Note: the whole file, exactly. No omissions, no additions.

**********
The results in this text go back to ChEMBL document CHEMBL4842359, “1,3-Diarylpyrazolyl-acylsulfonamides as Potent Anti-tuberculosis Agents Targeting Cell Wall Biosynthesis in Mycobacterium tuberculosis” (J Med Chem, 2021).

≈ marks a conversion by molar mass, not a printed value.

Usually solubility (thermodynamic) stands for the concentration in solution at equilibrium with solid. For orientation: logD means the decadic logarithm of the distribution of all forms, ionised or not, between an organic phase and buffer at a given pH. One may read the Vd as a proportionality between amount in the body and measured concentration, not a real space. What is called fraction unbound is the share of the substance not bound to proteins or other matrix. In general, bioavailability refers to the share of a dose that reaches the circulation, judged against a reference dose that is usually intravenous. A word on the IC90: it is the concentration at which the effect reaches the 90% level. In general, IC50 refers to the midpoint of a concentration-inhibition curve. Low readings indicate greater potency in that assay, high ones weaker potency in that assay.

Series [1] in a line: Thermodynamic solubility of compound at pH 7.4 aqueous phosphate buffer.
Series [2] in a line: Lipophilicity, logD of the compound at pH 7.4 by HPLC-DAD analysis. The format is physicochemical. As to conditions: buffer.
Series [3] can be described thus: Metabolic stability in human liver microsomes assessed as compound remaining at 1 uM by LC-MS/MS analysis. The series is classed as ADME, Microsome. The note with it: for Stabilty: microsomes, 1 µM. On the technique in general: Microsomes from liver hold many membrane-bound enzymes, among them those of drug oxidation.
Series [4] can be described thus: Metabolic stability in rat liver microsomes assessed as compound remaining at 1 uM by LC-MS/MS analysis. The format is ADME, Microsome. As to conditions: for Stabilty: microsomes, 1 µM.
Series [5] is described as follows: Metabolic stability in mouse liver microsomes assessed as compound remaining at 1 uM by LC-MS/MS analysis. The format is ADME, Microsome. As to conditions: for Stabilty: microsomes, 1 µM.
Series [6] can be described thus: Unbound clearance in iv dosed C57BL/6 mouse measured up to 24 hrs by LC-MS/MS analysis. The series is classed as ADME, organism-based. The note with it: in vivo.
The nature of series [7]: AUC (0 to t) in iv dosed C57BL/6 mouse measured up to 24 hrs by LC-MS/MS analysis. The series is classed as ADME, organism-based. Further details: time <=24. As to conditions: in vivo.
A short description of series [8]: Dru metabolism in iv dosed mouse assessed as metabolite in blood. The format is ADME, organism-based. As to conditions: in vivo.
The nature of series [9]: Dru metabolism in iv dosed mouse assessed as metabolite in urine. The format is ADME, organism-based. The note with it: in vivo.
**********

The results in this text go back to ChEMBL document CHEMBL4842359, “1,3-Diarylpyrazolyl-acylsulfonamides as Potent Anti-tuberculosis Agents Targeting Cell Wall Biosynthesis in Mycobacterium tuberculosis” (J Med Chem, 2021).

≈ marks a conversion by molar mass, not a printed value.

Usually solubility (thermodynamic) stands for the concentration in solution at equilibrium with solid. For orientation: logD means the decadic logarithm of the distribution of all forms, ionised or not, between an organic phase and buffer at a given pH. One may read the Vd as a proportionality between amount in the body and measured concentration, not a real space. What is called fraction unbound is the share of the substance not bound to proteins or other matrix. In general, bioavailability refers to the share of a dose that reaches the circulation, judged against a reference dose that is usually intravenous. A word on the IC90: it is the concentration at which the effect reaches the 90% level. In general, IC50 refers to the midpoint of a concentration-inhibition curve. Low readings indicate greater potency in that assay, high ones weaker potency in that assay.

Series [1] in a line: Thermodynamic solubility of compound at pH 7.4 aqueous phosphate buffer.
Series [2] in a line: Lipophilicity, logD of the compound at pH 7.4 by HPLC-DAD analysis. The format is physicochemical. As to conditions: buffer.
Series [3] can be described thus: Metabolic stability in human liver microsomes assessed as compound remaining at 1 uM by LC-MS/MS analysis. The series is classed as ADME, Microsome. The note with it: for Stabilty: microsomes, 1 µM. On the technique in general: Microsomes from liver hold many membrane-bound enzymes, among them those of drug oxidation.
Series [4] can be described thus: Metabolic stability in rat liver microsomes assessed as compound remaining at 1 uM by LC-MS/MS analysis. The format is ADME, Microsome. As to conditions: for Stabilty: microsomes, 1 µM.
Series [5] is described as follows: Metabolic stability in mouse liver microsomes assessed as compound remaining at 1 uM by LC-MS/MS analysis. The format is ADME, Microsome. As to conditions: for Stabilty: microsomes, 1 µM.
Series [6] can be described thus: Unbound clearance in iv dosed C57BL/6 mouse measured up to 24 hrs by LC-MS/MS analysis. The series is classed as ADME, organism-based. The note with it: in vivo.
The nature of series [7]: AUC (0 to t) in iv dosed C57BL/6 mouse measured up to 24 hrs by LC-MS/MS analysis. The series is classed as ADME, organism-based. Further details: time <=24. As to conditions: in vivo.
A short description of series [8]: Dru metabolism in iv dosed mouse assessed as metabolite in blood. The format is ADME, organism-based. As to conditions: in vivo.
The nature of series [9]: Dru metabolism in iv dosed mouse assessed as metabolite in urine. The format is ADME, organism-based. The note with it: in vivo.